“I don’t want this to be a personal attack against Mr. Walden,” she said. “He wants to run a business. I want to be cremated. So I feel a little bit hypocritical saying, ‘Gee, I don’t want to live down the street from a crematory, but I want to be cremated.'”
Carter commented about two hours and 45 minutes into the P&Z Commission’s meeting, after she and others interested in the crematorium public hearing had waited through essentially all of the rest of the meeting agenda. She used some of her time to thank the commissioners for doing what they do.
“How do you do this all the time?” she asked. “Because honestly, these are so boring — these meetings. Terribly boring.”
Ultimately, the commission voted to approve Walden’s site plan, noting among other things that the commission is not responsible for regulating air quality. The commission’s authority extends to ensuring zoning regulations are followed, and Walden’s site plan met all the requirements of the zoning regulations and passed examination previously during a technical review meeting, they said.
But the approval came with a caveat: It’s dependent on final approval of a proposed zone change for a sizable chunk of Perryville — a decision that will be made by Perryville City Council.
Prior to the crematorium hearing, the P&Z Commission recommended the zone change to Perryville City Council for approval.
The P&Z Commission itself was the applicant for the project, which would rezone more than 120 parcels of land in Perryville, to bring them in compliance with current usage and the future land use map.
P&Z Director Hunter said a five-person committee — three Perryville council members, Mayor Anne Sleet and Main Street Perryville Executive Director Vicki Goode — worked on the rezoning plan for months, eventually going door-to-door to collect signatures from Perryville residents who wanted to participate. Out of more than 150 properties, the committee collected 129 signatures.
Under current zoning, there are some residential properties zoned for agricultural use; some farms zoned residential; even some properties that fall into more than one zone at the same time, Hunter said.
“The goal was to fix all the problems we could fix in one big swoop,” Hunter said. “It was pretty painstaking because, again, it’s 150 properties.”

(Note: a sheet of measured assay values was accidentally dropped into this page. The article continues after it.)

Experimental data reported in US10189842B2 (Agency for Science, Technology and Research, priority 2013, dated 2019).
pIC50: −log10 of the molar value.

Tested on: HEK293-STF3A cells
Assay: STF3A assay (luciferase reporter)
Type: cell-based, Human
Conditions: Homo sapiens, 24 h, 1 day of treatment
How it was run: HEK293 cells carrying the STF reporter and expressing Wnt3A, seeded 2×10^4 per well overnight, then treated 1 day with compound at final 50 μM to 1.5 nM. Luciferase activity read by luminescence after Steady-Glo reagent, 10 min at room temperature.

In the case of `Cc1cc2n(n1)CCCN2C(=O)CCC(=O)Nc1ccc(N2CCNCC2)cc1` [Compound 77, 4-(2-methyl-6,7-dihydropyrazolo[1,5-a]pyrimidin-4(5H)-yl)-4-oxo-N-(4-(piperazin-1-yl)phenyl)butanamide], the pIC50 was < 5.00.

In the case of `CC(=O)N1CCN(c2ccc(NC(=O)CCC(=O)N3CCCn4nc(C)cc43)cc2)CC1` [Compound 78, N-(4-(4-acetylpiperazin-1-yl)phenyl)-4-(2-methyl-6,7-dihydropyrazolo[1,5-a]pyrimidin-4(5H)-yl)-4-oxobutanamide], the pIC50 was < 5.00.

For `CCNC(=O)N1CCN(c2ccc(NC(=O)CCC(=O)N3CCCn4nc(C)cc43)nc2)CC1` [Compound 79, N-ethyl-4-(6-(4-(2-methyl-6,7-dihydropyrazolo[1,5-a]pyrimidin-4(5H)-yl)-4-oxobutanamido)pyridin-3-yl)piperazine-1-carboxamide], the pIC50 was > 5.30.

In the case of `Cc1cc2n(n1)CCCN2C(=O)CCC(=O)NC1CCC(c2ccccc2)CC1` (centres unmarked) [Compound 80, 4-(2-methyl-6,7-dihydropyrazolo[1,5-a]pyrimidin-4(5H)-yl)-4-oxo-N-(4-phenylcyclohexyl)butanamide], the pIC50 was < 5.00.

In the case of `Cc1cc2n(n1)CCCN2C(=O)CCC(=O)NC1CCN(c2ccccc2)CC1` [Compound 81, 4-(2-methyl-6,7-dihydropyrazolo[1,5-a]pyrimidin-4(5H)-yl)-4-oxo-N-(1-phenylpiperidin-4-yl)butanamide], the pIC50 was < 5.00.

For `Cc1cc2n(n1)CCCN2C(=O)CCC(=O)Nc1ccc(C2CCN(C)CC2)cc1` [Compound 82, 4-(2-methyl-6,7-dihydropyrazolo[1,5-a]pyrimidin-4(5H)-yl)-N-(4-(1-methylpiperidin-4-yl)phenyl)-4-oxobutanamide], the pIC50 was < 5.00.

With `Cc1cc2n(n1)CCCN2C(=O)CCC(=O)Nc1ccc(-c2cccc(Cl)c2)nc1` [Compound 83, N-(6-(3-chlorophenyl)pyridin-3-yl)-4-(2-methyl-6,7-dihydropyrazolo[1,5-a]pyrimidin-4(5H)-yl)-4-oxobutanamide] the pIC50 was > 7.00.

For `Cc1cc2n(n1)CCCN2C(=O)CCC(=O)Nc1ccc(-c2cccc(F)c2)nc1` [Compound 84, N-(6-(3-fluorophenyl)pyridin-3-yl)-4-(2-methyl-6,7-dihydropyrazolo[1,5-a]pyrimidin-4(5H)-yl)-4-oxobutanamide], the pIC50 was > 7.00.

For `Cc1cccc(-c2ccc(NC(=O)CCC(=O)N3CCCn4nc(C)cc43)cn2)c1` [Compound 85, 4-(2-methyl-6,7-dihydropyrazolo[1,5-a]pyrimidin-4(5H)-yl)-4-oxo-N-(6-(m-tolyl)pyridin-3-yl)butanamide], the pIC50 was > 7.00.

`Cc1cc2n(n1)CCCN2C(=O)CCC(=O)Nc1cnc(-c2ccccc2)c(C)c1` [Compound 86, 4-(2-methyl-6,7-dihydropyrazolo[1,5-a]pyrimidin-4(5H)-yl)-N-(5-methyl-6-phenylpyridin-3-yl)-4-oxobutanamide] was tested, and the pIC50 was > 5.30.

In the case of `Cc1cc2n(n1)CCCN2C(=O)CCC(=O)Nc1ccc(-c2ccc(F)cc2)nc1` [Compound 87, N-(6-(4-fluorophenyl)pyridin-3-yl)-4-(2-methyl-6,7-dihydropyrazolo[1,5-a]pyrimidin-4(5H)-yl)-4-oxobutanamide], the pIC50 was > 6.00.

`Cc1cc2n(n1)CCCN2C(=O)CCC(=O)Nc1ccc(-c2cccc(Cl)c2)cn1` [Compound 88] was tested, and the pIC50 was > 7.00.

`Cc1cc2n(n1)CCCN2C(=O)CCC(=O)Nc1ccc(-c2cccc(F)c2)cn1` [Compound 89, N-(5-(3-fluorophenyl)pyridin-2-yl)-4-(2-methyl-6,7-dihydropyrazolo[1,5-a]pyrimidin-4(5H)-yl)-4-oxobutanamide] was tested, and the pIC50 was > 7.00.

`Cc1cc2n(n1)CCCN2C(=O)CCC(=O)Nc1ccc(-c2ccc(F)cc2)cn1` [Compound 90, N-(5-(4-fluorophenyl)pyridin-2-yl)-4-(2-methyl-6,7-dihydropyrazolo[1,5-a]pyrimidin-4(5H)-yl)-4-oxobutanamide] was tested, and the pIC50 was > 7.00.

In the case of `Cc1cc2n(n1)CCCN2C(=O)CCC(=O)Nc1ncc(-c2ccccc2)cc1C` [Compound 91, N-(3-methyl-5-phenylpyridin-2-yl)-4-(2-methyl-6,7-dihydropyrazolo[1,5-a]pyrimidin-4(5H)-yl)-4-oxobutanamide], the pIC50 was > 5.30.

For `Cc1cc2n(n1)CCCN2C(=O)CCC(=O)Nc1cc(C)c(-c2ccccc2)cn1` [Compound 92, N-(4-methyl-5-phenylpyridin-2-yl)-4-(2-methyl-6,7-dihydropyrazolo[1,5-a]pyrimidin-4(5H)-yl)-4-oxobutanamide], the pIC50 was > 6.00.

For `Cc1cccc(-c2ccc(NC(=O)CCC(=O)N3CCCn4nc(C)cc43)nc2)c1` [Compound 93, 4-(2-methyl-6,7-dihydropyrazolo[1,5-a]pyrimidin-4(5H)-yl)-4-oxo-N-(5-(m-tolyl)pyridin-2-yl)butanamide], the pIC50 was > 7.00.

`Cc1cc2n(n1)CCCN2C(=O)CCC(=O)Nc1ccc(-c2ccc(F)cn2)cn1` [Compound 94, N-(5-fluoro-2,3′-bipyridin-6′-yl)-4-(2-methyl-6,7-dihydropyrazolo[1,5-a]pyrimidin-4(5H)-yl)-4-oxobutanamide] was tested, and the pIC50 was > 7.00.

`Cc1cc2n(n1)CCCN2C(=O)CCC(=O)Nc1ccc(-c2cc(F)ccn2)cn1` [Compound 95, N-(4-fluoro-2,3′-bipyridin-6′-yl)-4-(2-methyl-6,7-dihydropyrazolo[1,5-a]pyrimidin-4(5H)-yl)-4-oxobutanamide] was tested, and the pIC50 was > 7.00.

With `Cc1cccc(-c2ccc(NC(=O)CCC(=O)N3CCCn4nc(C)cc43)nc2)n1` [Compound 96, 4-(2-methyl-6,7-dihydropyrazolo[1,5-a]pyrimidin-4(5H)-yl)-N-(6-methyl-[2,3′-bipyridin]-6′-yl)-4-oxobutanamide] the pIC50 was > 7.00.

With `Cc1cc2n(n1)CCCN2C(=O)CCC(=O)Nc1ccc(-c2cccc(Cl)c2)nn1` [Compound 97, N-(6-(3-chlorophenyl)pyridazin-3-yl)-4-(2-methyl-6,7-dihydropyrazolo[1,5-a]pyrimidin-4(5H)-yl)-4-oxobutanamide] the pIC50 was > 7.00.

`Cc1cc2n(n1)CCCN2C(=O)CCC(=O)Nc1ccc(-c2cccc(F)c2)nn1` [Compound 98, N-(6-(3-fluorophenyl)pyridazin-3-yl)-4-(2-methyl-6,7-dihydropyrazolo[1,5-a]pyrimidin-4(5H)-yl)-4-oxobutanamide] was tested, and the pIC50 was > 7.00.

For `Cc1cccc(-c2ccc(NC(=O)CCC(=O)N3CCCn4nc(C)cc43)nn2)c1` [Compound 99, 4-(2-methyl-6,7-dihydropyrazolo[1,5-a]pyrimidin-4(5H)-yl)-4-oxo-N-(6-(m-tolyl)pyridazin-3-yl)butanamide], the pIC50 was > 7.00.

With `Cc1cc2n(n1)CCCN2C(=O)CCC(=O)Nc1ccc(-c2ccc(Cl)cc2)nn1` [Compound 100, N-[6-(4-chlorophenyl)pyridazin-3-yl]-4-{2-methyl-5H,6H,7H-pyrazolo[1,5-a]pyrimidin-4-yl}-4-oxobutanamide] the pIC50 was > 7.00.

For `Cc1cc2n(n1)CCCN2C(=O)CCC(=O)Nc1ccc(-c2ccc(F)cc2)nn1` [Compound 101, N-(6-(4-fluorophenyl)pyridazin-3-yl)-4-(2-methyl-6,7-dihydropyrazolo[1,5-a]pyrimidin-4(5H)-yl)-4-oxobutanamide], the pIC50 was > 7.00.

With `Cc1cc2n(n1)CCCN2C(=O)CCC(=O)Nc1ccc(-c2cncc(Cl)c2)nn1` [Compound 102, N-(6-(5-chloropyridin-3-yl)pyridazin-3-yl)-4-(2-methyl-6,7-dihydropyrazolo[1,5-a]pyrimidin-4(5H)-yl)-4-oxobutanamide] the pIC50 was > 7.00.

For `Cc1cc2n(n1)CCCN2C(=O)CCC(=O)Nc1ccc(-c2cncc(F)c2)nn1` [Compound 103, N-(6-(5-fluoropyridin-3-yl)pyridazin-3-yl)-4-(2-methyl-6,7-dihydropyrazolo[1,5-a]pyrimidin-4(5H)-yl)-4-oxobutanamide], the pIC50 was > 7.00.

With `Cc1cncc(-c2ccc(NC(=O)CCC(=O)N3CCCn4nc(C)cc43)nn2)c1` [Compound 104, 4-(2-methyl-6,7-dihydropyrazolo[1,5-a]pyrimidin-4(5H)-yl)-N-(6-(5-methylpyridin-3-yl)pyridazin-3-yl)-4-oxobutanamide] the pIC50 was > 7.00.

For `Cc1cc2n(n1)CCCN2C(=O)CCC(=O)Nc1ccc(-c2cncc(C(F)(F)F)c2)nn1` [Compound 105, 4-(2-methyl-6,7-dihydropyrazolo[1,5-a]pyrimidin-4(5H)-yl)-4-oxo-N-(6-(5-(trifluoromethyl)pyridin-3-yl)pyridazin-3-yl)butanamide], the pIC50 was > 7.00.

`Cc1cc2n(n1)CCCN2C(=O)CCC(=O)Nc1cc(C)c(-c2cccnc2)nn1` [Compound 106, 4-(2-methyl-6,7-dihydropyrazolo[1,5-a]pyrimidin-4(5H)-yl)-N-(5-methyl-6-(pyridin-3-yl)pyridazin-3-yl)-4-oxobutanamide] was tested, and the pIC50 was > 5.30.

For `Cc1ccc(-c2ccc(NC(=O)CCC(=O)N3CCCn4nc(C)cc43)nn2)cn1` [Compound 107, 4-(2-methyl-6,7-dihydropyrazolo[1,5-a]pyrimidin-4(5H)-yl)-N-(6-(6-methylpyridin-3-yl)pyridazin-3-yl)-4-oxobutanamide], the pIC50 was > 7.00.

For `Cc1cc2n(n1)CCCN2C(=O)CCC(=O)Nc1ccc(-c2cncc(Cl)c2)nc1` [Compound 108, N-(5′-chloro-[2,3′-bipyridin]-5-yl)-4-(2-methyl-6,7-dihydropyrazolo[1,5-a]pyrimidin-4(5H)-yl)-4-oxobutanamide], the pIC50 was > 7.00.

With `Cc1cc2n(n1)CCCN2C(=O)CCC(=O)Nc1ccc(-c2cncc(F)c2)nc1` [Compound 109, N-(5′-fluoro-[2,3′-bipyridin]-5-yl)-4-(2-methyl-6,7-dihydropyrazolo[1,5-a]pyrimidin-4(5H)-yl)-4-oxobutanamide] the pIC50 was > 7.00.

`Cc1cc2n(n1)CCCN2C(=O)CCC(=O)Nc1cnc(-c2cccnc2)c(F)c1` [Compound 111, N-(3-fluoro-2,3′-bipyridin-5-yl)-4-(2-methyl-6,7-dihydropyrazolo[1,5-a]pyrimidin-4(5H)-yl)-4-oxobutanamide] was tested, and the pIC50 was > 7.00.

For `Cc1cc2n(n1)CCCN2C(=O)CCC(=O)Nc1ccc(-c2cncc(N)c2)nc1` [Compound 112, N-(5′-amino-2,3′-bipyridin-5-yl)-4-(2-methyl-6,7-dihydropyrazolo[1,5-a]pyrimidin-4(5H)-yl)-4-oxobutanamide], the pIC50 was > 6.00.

The proposed rezoning adds numerous properties in the downtown area to the “downtown” zone, a flexible zone that allows for residential and small commercial uses, but not big commercial or industrial uses, Hunter explained. Other properties around town are reclassified as residential.
Anyone who didn’t want to participate in the project was left alone — Hunter said only those who agreed to a zone change were included in the proposal. After the final draft of the zone change was complete, however, some backed out and said they wanted to remain in their current zone. That meant there needed to be an amendment to the plan as proposed to leave five properties unchanged.
Paul Webb, a Perryville City Council member who sat on the committee that came up with the plan, said he spent a week walking door to door, gathering signatures and trying to make sure anyone who chose to participate was as accurately informed about current and proposed zoning as possible.
“When we started this project … our heart was that Perryville was small, and we wanted to keep that feel,” Webb said. “Before we even started looking deeply into zoning, we wanted to make it clear that we want the small-town feel, we want to be able to preserve some of the history there. And we didn’t want to make any people do anything they didn’t want to do.”
Webb said the strong majority of property owners signing onto the plan shows there are a lot of people in favor.
“We kept to the promise that this was an opt-in for the citizens and not a forced thing,” he said.
Now that the P&Z Commission has recommended the zone changes, Perryville City Council must decide whether to formally adopt the changes, Hunter said Wednesday after the meeting. That requires P&Z sending a formal recommendation to Perryville, after which city attorney Winfield Frankel will likely have to draft an ordinance for the city council to consider, Hunter said.